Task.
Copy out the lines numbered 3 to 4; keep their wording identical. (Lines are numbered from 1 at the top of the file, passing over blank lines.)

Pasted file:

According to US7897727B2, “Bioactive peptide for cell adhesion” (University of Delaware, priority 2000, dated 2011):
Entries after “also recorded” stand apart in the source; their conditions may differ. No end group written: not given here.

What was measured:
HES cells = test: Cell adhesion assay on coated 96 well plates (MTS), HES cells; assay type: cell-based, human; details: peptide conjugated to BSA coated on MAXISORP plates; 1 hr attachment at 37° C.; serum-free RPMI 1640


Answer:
What was measured:
HES cells = test: Cell adhesion assay on coated 96 well plates (MTS), HES cells; assay type: cell-based, human; details: peptide conjugated to BSA coated on MAXISORP plates; 1 hr attachment at 37° C.; serum-free RPMI 1640